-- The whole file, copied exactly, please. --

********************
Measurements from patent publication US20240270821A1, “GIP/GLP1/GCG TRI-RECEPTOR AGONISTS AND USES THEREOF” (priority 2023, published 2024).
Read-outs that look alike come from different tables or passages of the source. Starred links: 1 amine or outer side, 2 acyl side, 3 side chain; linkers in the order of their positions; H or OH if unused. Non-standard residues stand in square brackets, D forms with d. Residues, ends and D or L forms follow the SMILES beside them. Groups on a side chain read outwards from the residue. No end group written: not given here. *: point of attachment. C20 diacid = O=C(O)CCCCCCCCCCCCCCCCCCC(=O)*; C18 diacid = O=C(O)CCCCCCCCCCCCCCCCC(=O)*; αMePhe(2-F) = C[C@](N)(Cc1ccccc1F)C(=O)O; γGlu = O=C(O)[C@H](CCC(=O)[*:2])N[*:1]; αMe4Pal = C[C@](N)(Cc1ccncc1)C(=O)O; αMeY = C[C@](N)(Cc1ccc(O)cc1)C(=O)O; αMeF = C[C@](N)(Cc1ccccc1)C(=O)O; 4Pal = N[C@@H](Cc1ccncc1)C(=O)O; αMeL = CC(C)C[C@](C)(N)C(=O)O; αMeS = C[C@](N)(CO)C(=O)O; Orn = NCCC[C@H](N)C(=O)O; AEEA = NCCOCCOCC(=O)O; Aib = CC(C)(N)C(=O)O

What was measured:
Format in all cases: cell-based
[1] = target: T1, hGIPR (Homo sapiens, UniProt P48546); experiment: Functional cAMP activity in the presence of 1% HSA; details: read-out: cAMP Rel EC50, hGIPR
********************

Measurements from patent publication US20240270821A1, “GIP/GLP1/GCG TRI-RECEPTOR AGONISTS AND USES THEREOF” (priority 2023, published 2024).
Read-outs that look alike come from different tables or passages of the source. Starred links: 1 amine or outer side, 2 acyl side, 3 side chain; linkers in the order of their positions; H or OH if unused. Non-standard residues stand in square brackets, D forms with d. Residues, ends and D or L forms follow the SMILES beside them. Groups on a side chain read outwards from the residue. No end group written: not given here. *: point of attachment. C20 diacid = O=C(O)CCCCCCCCCCCCCCCCCCC(=O)*; C18 diacid = O=C(O)CCCCCCCCCCCCCCCCC(=O)*; αMePhe(2-F) = C[C@](N)(Cc1ccccc1F)C(=O)O; γGlu = O=C(O)[C@H](CCC(=O)[*:2])N[*:1]; αMe4Pal = C[C@](N)(Cc1ccncc1)C(=O)O; αMeY = C[C@](N)(Cc1ccc(O)cc1)C(=O)O; αMeF = C[C@](N)(Cc1ccccc1)C(=O)O; 4Pal = N[C@@H](Cc1ccncc1)C(=O)O; αMeL = CC(C)C[C@](C)(N)C(=O)O; αMeS = C[C@](N)(CO)C(=O)O; Orn = NCCC[C@H](N)C(=O)O; AEEA = NCCOCCOCC(=O)O; Aib = CC(C)(N)C(=O)O

What was measured:
Format in all cases: cell-based
[1] = target: T1, hGIPR (Homo sapiens, UniProt P48546); experiment: Functional cAMP activity in the presence of 1% HSA; details: read-out: cAMP Rel EC50, hGIPR